Bob Gibson’s death leaves Cardinals, baseball world in mourning
There he was a few years ago, sitting all alone on a couch, at the Otesaga Hotel in Cooperstown, N.Y., during the annual Baseball Hall of Fame induction weekend.
There were other Hall of Famers milling around the lobby, chatting with one another, laughing and telling stories, but Bob Gibson was all alone.
Finally, after several minutes, I mustered up the courage to walk over. I introduced myself, sat down, and for the next 20 minutes, helped learn what made Gibson perhaps the fiercest competitor in baseball history.
“So why are you sitting here alone, Mr. Gibson?’’ I asked.
“Son, you’ve got to remember, I pitched against a lot of these guys,” Gibson said. “They were not my friends when I played. I hated them. And they hated me.
“It’s different now, but still, they’ve got memories.’’
Gibson laughed, knowing that a whole lot of the same Hall of Famers may still have physical scars from the days Gibson knocked them down, or emotional bruises from being humiliated at the plate, but there’s not a soul who put on a uniform that didn’t have the ultimate respect for the man.
That’s why Gibson’s closest friends were still in an utter state of disbelief, after hearing the news that Gibson died Friday at the age of 84, after battling pancreatic cancer for the past year.
Sure, they were informed that Gibson went into hospice a week ago, and this day was inevitable, but still, this was Bob Gibson. If anyone was going to beat cancer, it was Gibson, the toughest man they know.
“What he meant to me, what he meant to so many people,’’ St. Louis Cardinals broadcaster Mike Claiborne, said, “how he carried himself as a real man in every sense of the word, I can’t put in words. It’s still so tough to belief. You think you’re prepared for this day, but you’re not.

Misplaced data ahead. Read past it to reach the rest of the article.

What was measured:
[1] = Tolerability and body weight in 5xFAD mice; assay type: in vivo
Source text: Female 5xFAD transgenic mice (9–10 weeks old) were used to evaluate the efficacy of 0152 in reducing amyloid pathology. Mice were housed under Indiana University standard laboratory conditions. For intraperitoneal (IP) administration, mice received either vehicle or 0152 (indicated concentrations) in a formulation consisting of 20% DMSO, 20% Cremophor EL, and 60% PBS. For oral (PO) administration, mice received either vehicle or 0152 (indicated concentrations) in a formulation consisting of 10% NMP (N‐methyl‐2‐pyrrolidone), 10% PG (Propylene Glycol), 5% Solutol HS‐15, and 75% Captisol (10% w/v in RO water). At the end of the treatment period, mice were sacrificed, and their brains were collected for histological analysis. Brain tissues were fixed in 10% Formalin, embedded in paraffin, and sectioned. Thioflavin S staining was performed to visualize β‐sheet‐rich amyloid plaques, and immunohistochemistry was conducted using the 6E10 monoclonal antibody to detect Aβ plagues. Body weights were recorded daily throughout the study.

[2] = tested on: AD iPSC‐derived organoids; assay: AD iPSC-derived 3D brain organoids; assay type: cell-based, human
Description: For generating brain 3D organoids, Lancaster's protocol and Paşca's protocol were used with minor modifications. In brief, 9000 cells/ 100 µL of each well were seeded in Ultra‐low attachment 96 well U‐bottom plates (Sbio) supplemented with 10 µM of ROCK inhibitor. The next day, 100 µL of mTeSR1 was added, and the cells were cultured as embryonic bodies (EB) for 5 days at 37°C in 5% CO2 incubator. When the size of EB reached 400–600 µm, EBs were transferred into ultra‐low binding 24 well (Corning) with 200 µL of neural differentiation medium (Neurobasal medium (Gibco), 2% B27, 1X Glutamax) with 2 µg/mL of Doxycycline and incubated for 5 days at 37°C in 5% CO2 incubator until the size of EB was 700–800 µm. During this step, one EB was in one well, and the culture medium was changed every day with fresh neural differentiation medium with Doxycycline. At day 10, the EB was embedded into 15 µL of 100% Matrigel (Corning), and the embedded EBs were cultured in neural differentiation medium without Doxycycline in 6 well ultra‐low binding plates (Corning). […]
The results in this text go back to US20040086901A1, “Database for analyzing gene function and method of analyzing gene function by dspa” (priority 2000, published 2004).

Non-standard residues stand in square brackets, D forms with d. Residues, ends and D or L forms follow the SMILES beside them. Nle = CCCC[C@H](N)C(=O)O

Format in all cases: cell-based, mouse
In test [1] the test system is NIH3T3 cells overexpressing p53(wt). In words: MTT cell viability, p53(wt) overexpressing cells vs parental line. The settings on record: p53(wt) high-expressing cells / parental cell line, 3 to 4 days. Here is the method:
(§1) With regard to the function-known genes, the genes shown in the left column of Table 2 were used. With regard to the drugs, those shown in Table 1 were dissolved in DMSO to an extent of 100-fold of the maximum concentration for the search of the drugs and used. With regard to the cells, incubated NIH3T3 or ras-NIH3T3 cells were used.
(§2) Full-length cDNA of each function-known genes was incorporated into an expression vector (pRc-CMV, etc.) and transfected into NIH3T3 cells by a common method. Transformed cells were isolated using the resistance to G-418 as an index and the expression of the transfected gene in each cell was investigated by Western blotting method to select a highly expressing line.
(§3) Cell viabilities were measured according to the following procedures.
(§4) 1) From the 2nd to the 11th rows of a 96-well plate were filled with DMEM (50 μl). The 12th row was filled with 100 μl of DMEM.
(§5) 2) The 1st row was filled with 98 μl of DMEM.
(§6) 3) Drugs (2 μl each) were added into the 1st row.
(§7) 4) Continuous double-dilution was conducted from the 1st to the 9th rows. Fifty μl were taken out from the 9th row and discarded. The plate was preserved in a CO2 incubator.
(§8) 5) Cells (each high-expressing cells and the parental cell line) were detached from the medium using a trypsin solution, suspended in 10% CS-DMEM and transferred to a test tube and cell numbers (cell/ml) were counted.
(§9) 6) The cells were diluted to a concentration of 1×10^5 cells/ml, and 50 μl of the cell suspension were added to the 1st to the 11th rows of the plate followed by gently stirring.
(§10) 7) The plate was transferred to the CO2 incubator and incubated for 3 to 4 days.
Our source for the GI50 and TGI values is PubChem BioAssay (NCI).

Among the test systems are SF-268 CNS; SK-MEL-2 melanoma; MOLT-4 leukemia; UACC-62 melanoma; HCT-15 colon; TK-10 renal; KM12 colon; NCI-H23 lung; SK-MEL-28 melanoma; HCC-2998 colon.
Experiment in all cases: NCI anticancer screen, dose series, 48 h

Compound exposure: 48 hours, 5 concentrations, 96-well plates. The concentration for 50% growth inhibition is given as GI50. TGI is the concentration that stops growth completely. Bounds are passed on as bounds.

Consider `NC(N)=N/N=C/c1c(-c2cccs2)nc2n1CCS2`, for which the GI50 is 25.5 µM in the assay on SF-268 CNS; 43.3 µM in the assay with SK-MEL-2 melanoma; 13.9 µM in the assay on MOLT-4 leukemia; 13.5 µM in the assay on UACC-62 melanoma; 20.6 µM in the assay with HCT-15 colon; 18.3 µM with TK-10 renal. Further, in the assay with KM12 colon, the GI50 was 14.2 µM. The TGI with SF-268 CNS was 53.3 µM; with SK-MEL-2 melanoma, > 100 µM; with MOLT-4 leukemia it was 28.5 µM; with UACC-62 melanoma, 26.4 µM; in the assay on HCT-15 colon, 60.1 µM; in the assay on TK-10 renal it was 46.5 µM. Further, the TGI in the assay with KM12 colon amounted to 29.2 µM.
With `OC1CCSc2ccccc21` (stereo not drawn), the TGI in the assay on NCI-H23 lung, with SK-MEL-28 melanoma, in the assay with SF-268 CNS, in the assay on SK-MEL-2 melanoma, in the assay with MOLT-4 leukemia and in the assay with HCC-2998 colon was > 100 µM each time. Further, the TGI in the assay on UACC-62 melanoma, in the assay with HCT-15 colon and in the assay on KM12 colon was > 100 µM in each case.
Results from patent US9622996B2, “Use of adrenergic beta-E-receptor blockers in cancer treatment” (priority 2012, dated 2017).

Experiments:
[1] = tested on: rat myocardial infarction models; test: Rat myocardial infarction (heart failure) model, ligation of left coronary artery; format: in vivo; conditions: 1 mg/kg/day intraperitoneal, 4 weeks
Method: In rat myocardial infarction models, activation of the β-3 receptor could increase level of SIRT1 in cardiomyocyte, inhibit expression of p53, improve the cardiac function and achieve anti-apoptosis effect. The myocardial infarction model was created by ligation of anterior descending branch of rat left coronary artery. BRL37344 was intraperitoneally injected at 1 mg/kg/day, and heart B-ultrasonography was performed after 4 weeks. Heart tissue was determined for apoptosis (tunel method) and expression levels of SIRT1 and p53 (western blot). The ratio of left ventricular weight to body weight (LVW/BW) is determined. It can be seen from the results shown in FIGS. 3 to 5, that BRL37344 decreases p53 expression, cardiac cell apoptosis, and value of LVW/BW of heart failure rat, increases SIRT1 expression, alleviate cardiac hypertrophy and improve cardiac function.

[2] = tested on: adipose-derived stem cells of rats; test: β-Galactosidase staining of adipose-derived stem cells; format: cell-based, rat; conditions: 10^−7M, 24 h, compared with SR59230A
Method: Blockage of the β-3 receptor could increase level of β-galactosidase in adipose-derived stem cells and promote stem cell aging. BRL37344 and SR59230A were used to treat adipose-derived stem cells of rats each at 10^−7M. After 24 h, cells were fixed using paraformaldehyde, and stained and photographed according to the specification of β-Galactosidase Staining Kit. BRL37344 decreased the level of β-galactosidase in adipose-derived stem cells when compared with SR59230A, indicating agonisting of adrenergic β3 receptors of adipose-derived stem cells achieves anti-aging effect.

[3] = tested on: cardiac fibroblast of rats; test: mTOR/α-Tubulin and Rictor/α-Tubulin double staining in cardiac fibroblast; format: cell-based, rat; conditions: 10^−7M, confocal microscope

“People aren’t doing well at all today in St. Louis.’’
Really, the only way to help alleviate the pain was to tell their favorite stories about Gibson.
Houston Astros manager Dusty Baker remembers the time he was at an Atlanta nightclub his rookie year with teammates Hank Aaron and Ralph Garr, and there were Gibson and Lou Brock. Baker, who brought along his wife, was introduced to Gibson, who had just pitched a 1-0 shutout.
“He was so nice to my wife,’’ Baker said, “and then I told him, ‘Hey Bob, good game today.’ Bob said, ‘Hey, leave that [expletive at the ballpark]. I don’t want to hear that.’
“I was mad. I said, ‘Whoa, nobody talks to me like that in front of my wife. But just when I was thinking of fighting him, I remembered that Hank told me that he was a Golden Gloves boxer, too.
“So, I got up and left.’’
They had a few more confrontations on the field during Baker’s career, but after both had retired as players – with Baker managing the San Francisco Giants – Baker walked into Mike Shannon’s restaurant in downtown St. Louis and reluctantly went over to say hello to Gibson.
Shannon, one of Gibson’s closest friends, teased him in front of Baker, and asked why he had to act that way the first time he met Baker that evening.
Gibson looked at Baker, and said, “Yeah, but wasn’t I nice to your wife?’’
“He was the only man,’’ Baker said, “who ever intimidated me besides my dad.’’
He’ll never forget the scouting report Aaron gave him on Gibson.